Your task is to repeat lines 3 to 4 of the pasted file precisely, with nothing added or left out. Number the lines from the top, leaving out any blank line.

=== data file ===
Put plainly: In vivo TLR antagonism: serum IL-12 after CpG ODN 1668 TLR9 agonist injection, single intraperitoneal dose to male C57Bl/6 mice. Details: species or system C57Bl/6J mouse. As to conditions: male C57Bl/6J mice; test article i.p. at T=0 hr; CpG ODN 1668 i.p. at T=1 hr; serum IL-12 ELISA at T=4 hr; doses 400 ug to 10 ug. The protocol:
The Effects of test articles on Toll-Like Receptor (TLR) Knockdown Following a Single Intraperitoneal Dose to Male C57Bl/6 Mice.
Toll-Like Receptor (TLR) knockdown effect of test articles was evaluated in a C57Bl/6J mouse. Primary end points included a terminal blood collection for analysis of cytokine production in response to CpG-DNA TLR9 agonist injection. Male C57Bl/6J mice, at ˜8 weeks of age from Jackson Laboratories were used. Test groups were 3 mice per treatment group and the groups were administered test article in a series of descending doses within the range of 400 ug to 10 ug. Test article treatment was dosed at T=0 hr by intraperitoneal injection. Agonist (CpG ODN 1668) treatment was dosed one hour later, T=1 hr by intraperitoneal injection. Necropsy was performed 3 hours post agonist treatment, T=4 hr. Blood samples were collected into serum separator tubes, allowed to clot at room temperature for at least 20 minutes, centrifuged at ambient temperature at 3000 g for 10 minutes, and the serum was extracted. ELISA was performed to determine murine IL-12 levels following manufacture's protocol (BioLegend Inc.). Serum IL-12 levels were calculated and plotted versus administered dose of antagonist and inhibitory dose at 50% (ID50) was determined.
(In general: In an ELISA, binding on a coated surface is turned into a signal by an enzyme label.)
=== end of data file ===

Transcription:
Toll-Like Receptor (TLR) knockdown effect of test articles was evaluated in a C57Bl/6J mouse. Primary end points included a terminal blood collection for analysis of cytokine production in response to CpG-DNA TLR9 agonist injection. Male C57Bl/6J mice, at ˜8 weeks of age from Jackson Laboratories were used. Test groups were 3 mice per treatment group and the groups were administered test article in a series of descending doses within the range of 400 ug to 10 ug. Test article treatment was dosed at T=0 hr by intraperitoneal injection. Agonist (CpG ODN 1668) treatment was dosed one hour later, T=1 hr by intraperitoneal injection. Necropsy was performed 3 hours post agonist treatment, T=4 hr. Blood samples were collected into serum separator tubes, allowed to clot at room temperature for at least 20 minutes, centrifuged at ambient temperature at 3000 g for 10 minutes, and the serum was extracted. ELISA was performed to determine murine IL-12 levels following manufacture's protocol (BioLegend Inc.). Serum IL-12 levels were calculated and plotted versus administered dose of antagonist and inhibitory dose at 50% (ID50) was determined.
(In general: In an ELISA, binding on a coated surface is turned into a signal by an enzyme label.)